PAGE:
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Clan Elphinstone

Clan Elphinstone is a Lowland Scottish chiefly family

The 'de Erth' family took their name from the lands of Airth which lie close to the barony of Plean in Stirlingshire. <ref>George Way of Plean and Romilly Squire, Scottish Clan and Family Encyclopedia, 130</ref> This family probably erected the first Plean Castle. The de Erth family ended in an heiress and lands that were acquired by her husband near Tranent near East Lothian were probably named after the heiress's family. <ref>Plean, Squire, Encyclopedia, 130</ref>

The name first appears in about 1235 in East Lothian in a deed by Alanus de Swinton in which a mention is made of the name 'de Elfinstun'. It is likely that de Swinton's son, John, who owned the lands, went on to become John de Elfinstun.<ref>Plean, Squire, Encyclopedia, 130</ref> There is a family tradition however, that claims that the family are descended from Flemish knights called Helphenstein.<ref>Plean, Squire, Encyclopedia, 130</ref>

Another theory suggests that the name is derived from 'Alpin's tun', which means the farmstead of Alpin.<ref>Plean, Squire, Encyclopedia, 130</ref>

Middle Ages

Bishop William Elphinstone (1431-1514)

Two lairds called Elphinstone, both from Berwickshire, appear in the 1296 Ragman Roll. <ref>David Dorward, Dictionary of Scottish Surnames, 86</ref> Sir John de Elfinstoun married Margaret Seton, niece of Robert the Bruce.<ref>Plean, Squire, Encyclopedia, 130</ref>

A descendant, William Elfinstoun, became rector of Kirkmichael at the age of twenty-five. He studied law in Paris, eventually becoming Professor of Law there. In 1484 he became Bishop of Aberdeen and later Lord High Chancellor of Scotland until the death of James III in 1489. In 1495 he obtained a papal bull for the founding of the University of Aberdeen. Kings College, Aberdeen, was built in 1500. <ref>Plean, Squire, Encyclopedia, 130</ref> A cousin of bishop William was Sir Alexander Elphinstone who was created Lord Elphinstone by James IV of Scotland. Alexander and the king were together killed at the Battle of Flodden in 1513.<ref>Plean, Squire, Encyclopedia, 130</ref> Alexander's son, another Alexander Elphinstone, was killed at the Battle of Pinkie Cleugh in 1547.<ref>Plean, Squire, Encyclopedia, 130</ref>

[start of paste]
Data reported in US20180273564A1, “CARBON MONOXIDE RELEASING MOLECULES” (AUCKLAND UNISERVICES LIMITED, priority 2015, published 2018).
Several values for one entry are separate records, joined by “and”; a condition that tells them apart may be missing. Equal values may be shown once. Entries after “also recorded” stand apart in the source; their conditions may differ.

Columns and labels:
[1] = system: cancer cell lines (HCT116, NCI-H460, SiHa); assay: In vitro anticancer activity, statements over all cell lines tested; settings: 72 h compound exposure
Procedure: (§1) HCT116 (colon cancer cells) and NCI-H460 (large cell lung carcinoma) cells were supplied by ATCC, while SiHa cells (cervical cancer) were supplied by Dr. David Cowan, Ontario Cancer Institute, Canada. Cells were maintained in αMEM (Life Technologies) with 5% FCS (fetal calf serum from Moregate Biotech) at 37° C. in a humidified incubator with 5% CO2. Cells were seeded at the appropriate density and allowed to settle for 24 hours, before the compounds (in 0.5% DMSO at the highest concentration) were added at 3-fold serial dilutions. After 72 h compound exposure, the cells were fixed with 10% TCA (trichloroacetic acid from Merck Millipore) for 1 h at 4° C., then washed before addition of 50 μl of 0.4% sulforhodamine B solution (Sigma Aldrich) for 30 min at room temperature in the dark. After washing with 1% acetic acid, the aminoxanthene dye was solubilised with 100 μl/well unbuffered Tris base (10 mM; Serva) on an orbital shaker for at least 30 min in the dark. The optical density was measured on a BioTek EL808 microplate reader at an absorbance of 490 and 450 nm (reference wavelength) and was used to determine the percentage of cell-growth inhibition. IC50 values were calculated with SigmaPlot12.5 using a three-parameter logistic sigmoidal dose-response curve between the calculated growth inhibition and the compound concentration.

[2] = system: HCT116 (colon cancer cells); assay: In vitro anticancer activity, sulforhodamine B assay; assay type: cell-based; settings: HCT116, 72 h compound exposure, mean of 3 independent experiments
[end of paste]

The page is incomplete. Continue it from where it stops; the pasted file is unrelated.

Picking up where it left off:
Sixteenth Century

In 1599 the fourth Lord Elphinstone was appointed a judge of the Supreme Court of Scotland. He later occupied the post of Lord High Treasurer.<ref>Plean, Squire, Encyclopedia, 130</ref>

Nineteenth and Twentieth Centuries

One of the eleventh Lord's younger brothers was George Keith Elphinstone who was a distinguished naval officer. He served on ships that protected the British shipping off the east coast of America. He was created Baron Keith which was promoted to the rank of Viscount in 1814.

Admiral George Keith Elphinstone (1746-1823)

The Viscount's nephew was William George Elphinstone who was a colonel at the Battle of Waterloo in 1815. <ref>Plean, Squire, Encyclopedia, 131</ref> He was later promoted to commander-in-chief of the Bengal army in 1837 and led the disastrous Afghan campaign of 1841.<ref>Plean, Squire, Encyclopedia, 131</ref>

General William Elphinstone


The present Chief of Clan Elphinstone is Alexander Elphinstone, 19th Lord Elphinstone who succeeded his father in 1994 at the age of 14.